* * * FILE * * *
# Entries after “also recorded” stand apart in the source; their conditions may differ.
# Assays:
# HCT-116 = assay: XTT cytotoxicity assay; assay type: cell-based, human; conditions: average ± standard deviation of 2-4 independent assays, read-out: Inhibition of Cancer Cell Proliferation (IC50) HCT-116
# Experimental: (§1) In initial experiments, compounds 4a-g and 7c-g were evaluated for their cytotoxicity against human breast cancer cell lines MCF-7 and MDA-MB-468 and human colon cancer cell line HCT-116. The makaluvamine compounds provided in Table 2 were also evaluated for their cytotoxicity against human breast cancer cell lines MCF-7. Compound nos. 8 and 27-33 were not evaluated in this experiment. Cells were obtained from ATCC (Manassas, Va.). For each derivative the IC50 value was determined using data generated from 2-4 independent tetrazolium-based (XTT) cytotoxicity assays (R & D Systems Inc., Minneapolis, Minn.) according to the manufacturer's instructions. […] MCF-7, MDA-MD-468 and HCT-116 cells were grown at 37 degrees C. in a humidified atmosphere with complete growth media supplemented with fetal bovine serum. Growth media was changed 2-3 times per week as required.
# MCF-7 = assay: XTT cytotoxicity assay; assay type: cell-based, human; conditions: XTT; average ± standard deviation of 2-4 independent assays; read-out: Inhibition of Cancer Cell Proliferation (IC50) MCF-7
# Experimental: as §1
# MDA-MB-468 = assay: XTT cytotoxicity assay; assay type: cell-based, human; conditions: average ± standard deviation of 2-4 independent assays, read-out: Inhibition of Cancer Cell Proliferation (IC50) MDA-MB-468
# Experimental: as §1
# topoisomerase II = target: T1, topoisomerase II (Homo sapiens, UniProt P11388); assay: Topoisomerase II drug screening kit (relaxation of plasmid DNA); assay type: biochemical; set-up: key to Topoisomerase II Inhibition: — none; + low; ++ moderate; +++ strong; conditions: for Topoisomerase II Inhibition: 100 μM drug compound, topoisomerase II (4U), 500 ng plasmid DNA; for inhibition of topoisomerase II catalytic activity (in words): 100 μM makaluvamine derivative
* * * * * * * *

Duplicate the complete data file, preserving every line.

# Entries after “also recorded” stand apart in the source; their conditions may differ.
# Assays:
# HCT-116 = assay: XTT cytotoxicity assay; assay type: cell-based, human; conditions: average ± standard deviation of 2-4 independent assays, read-out: Inhibition of Cancer Cell Proliferation (IC50) HCT-116
# Experimental: (§1) In initial experiments, compounds 4a-g and 7c-g were evaluated for their cytotoxicity against human breast cancer cell lines MCF-7 and MDA-MB-468 and human colon cancer cell line HCT-116. The makaluvamine compounds provided in Table 2 were also evaluated for their cytotoxicity against human breast cancer cell lines MCF-7. Compound nos. 8 and 27-33 were not evaluated in this experiment. Cells were obtained from ATCC (Manassas, Va.). For each derivative the IC50 value was determined using data generated from 2-4 independent tetrazolium-based (XTT) cytotoxicity assays (R & D Systems Inc., Minneapolis, Minn.) according to the manufacturer's instructions. […] MCF-7, MDA-MD-468 and HCT-116 cells were grown at 37 degrees C. in a humidified atmosphere with complete growth media supplemented with fetal bovine serum. Growth media was changed 2-3 times per week as required.
# MCF-7 = assay: XTT cytotoxicity assay; assay type: cell-based, human; conditions: XTT; average ± standard deviation of 2-4 independent assays; read-out: Inhibition of Cancer Cell Proliferation (IC50) MCF-7
# Experimental: as §1
# MDA-MB-468 = assay: XTT cytotoxicity assay; assay type: cell-based, human; conditions: average ± standard deviation of 2-4 independent assays, read-out: Inhibition of Cancer Cell Proliferation (IC50) MDA-MB-468
# Experimental: as §1
# topoisomerase II = target: T1, topoisomerase II (Homo sapiens, UniProt P11388); assay: Topoisomerase II drug screening kit (relaxation of plasmid DNA); assay type: biochemical; set-up: key to Topoisomerase II Inhibition: — none; + low; ++ moderate; +++ strong; conditions: for Topoisomerase II Inhibition: 100 μM drug compound, topoisomerase II (4U), 500 ng plasmid DNA; for inhibition of topoisomerase II catalytic activity (in words): 100 μM makaluvamine derivative